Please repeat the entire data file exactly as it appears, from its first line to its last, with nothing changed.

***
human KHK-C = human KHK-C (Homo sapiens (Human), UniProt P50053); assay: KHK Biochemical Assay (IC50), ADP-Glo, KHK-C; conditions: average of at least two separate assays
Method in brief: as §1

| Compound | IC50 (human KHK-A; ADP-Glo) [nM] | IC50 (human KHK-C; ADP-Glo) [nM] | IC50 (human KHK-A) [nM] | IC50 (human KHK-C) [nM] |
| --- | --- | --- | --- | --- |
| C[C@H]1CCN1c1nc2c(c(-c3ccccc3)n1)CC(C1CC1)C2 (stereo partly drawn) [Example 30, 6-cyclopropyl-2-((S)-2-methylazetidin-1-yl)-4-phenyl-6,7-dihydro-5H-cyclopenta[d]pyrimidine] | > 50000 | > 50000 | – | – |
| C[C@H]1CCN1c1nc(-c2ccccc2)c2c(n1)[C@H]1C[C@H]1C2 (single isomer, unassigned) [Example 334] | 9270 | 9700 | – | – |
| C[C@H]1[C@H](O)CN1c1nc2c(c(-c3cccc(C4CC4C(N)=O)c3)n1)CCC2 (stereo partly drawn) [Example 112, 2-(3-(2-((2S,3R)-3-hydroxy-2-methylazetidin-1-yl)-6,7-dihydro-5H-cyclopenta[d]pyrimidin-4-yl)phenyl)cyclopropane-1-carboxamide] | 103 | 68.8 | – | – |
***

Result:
human KHK-C = human KHK-C (Homo sapiens (Human), UniProt P50053); assay: KHK Biochemical Assay (IC50), ADP-Glo, KHK-C; conditions: average of at least two separate assays
Method in brief: as §1

| Compound | IC50 (human KHK-A; ADP-Glo) [nM] | IC50 (human KHK-C; ADP-Glo) [nM] | IC50 (human KHK-A) [nM] | IC50 (human KHK-C) [nM] |
| --- | --- | --- | --- | --- |
| C[C@H]1CCN1c1nc2c(c(-c3ccccc3)n1)CC(C1CC1)C2 (stereo partly drawn) [Example 30, 6-cyclopropyl-2-((S)-2-methylazetidin-1-yl)-4-phenyl-6,7-dihydro-5H-cyclopenta[d]pyrimidine] | > 50000 | > 50000 | – | – |
| C[C@H]1CCN1c1nc(-c2ccccc2)c2c(n1)[C@H]1C[C@H]1C2 (single isomer, unassigned) [Example 334] | 9270 | 9700 | – | – |
| C[C@H]1[C@H](O)CN1c1nc2c(c(-c3cccc(C4CC4C(N)=O)c3)n1)CCC2 (stereo partly drawn) [Example 112, 2-(3-(2-((2S,3R)-3-hydroxy-2-methylazetidin-1-yl)-6,7-dihydro-5H-cyclopenta[d]pyrimidin-4-yl)phenyl)cyclopropane-1-carboxamide] | 103 | 68.8 | – | – |